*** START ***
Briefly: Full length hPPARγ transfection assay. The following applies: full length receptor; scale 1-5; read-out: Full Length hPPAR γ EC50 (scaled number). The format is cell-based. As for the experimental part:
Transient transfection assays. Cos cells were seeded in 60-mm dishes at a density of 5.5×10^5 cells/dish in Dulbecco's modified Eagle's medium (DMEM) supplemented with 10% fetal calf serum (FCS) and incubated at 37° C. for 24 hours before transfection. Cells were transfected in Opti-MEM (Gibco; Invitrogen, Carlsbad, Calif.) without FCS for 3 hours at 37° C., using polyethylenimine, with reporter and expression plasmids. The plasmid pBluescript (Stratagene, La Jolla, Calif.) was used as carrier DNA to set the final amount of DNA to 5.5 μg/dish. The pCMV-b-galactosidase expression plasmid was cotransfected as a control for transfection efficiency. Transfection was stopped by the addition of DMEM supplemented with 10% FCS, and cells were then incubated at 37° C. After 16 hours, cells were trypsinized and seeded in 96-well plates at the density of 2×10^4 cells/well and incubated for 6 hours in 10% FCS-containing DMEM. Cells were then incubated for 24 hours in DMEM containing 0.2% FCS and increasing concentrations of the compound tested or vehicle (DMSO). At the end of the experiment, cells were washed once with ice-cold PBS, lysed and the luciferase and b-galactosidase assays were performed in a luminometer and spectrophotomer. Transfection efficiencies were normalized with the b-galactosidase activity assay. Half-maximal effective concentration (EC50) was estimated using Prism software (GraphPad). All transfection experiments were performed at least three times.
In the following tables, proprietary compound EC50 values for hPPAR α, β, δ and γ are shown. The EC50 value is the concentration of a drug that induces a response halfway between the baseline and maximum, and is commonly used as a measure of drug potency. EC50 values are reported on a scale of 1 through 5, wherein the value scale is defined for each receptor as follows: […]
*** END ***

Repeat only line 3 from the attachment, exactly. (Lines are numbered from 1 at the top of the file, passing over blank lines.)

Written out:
In the following tables, proprietary compound EC50 values for hPPAR α, β, δ and γ are shown. The EC50 value is the concentration of a drug that induces a response halfway between the baseline and maximum, and is commonly used as a measure of drug potency. EC50 values are reported on a scale of 1 through 5, wherein the value scale is defined for each receptor as follows: […]